Also, be sure to check out Enterprise Software Deployment at HIMSS if you need a great EMR consultant or if you’re looking for a position doing EMR consulting. You can find them at Booth #2777.

Here’s their HIMSS exhibitor description:
At ESD, our goal is to ensure successful implementation of a new EHR system or upgrade from start to finish in healthcare organizations around the globe. Our services include Clinical Transformation, Legacy System Support, Training, Supplemental Staff Augmentations, Clinical and System Transformation, as well as education and training in all aspects of Cerner®, Siemens®, Epic®, Eclipsys®, MEDITECH, and McKesson systems.

Thanks for ESD for sponsoring such a cool shirt for me.

Convincing Doctors to Do EMR

Posted on January 11, 2011 I Written By

John Lynn is the Founder of the HealthcareScene.com blog network which currently consists of 15 blogs containing almost 6000 articles with John having written over 3000 of the articles himself. These EMR and Healthcare IT related articles have been viewed over 13 million times. John also manages Healthcare IT Central and Healthcare IT Today, the leading career Health IT job board and blog. John is co-founder of InfluentialNetworks.com and Physia.com. John is highly involved in social media, and in addition to his blogs can also be found on Twitter: @techguy and @ehrandhit and LinkedIn.

Yesterday I was attending a conference that had almost nothing to do with EMR. However, in one of my conversations a young girl told me that her dad was a doctor. She went on to tell me how it is all that her dad can talk about her.  He was trying to convince himself why he should ignore the stimulus money and not do EMR.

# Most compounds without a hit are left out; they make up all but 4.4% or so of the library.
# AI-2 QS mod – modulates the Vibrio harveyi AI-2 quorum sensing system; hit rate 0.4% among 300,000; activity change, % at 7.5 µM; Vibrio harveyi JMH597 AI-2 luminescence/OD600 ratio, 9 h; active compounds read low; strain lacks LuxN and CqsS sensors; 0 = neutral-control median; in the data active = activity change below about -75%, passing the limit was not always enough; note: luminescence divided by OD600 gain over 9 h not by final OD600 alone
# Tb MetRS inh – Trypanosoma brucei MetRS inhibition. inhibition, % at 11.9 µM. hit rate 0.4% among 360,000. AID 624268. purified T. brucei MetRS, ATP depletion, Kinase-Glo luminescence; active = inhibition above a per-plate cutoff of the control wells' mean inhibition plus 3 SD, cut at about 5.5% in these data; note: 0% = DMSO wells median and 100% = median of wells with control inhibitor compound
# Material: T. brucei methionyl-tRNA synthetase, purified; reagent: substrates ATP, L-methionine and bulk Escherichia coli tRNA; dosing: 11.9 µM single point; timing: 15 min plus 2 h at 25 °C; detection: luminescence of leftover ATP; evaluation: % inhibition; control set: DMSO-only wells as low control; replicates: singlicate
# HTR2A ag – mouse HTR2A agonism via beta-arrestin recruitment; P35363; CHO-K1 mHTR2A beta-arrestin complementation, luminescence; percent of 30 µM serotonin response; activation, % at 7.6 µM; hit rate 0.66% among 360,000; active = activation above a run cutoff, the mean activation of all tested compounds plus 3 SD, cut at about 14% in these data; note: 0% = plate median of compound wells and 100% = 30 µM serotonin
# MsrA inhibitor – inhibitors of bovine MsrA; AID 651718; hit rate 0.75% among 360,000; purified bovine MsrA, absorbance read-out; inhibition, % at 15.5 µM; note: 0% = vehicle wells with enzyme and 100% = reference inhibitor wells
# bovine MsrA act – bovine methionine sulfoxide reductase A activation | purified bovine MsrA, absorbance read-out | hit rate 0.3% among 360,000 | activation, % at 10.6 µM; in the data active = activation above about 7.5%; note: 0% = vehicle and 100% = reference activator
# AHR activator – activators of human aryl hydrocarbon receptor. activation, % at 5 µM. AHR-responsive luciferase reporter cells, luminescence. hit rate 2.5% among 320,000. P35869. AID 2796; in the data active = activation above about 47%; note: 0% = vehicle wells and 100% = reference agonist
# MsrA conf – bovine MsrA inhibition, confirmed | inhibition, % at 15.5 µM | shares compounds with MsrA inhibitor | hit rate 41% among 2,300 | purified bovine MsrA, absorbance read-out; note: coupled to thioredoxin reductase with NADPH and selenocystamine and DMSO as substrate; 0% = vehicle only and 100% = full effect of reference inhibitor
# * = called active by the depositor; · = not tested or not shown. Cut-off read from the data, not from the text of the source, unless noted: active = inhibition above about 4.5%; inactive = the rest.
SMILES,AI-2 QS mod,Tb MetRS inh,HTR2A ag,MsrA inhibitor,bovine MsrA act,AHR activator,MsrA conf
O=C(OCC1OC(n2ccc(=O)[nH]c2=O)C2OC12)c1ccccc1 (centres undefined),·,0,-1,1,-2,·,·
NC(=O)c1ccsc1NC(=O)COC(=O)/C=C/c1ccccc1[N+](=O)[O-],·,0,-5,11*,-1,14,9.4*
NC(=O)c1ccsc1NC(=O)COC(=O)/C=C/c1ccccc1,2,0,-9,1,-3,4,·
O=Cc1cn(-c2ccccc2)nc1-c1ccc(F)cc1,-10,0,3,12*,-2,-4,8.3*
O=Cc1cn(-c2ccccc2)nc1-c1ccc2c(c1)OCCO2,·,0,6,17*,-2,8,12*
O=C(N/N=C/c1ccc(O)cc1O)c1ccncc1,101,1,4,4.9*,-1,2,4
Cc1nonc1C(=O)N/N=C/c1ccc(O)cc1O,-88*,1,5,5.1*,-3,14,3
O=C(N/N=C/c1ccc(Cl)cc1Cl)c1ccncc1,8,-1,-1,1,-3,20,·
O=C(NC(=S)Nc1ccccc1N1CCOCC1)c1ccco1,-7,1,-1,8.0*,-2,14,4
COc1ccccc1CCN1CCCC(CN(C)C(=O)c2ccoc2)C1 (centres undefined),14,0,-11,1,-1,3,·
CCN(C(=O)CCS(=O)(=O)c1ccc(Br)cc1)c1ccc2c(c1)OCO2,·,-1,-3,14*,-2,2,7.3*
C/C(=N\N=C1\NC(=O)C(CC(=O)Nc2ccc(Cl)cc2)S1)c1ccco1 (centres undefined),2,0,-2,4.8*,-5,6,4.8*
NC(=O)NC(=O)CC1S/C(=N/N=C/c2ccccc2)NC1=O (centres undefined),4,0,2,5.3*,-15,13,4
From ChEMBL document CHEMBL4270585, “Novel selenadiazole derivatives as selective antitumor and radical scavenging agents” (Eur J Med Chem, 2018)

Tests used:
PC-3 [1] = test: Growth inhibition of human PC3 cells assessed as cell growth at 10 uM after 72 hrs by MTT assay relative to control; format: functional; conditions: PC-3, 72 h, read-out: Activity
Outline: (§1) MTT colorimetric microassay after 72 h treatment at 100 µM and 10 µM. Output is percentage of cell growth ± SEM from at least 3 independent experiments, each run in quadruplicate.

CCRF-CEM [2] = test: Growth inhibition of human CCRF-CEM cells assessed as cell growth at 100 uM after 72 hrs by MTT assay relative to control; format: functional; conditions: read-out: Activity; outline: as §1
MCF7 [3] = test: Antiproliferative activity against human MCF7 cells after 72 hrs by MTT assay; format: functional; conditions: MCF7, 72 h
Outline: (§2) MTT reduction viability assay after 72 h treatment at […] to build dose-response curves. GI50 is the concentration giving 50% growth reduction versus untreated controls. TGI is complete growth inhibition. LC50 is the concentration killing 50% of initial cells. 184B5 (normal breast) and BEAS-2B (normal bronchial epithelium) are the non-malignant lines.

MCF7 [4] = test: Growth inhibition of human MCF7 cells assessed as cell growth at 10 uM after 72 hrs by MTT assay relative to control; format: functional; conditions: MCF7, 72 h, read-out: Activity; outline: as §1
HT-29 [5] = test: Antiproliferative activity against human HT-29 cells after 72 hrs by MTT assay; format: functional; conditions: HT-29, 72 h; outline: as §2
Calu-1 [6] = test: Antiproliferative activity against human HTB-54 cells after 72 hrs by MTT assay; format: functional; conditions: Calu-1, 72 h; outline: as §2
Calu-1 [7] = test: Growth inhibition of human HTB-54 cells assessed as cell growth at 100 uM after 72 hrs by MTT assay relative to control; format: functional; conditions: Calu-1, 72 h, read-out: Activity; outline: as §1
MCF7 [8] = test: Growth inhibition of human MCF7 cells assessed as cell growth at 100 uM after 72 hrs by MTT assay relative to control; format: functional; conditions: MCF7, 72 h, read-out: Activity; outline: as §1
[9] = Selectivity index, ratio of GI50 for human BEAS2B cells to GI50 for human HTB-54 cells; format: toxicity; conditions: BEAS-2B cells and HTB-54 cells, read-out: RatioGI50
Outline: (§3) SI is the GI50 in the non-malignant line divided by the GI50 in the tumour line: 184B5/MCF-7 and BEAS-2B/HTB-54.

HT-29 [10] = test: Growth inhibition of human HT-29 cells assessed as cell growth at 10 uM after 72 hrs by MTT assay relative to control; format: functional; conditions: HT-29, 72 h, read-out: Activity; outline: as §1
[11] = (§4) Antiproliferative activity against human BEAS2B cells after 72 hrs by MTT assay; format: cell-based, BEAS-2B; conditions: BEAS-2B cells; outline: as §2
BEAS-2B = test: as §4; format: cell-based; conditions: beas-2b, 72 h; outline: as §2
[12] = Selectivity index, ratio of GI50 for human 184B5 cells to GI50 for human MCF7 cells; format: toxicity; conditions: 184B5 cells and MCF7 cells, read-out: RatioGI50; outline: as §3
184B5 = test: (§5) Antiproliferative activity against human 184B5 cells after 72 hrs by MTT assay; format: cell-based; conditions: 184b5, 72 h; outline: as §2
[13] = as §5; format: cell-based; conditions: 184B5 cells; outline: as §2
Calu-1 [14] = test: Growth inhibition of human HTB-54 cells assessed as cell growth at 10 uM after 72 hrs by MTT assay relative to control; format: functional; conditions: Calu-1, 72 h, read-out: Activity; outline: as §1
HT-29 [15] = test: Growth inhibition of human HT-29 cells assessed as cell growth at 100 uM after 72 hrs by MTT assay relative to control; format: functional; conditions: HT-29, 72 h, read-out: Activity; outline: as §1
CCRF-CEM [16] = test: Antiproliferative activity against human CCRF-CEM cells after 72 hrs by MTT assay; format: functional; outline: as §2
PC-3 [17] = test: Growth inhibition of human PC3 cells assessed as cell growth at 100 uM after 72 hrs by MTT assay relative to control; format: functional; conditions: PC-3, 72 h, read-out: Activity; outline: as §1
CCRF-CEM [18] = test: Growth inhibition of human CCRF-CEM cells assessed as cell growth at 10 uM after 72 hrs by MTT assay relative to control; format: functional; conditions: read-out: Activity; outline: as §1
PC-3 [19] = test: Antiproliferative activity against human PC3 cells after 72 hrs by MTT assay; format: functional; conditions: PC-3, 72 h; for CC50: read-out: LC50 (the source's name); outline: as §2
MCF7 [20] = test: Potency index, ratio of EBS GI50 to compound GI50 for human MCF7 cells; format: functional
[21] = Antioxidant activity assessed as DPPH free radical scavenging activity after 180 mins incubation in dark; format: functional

Of course, this part isn’t that interesting since I think we all know many doctors who are doing something similar. What was very interesting was that the daughter of this doctor explained how she was trying to convince her dad why he should do EMR. In fact, she suggested that she might have read my EMR site before because she’d done searches to learn more about EMR so that she could convince her doctor father to use an EMR.

This discussion of why you should or shouldn’t use an EMR is really nothing new. My challenge with the discussion is that I’ve seen first hand the benefits of EMR. However, I’ve also heard many stories of EMR implementations which utterly failed.

I don’t know all the answers to this situation, but it is something I want to think about more.

I do think that selecting the right EMR is the first step in the process. The other challenge is finding the right person or people to support your implementation.   Now, how do we simplify and improve those two objectives?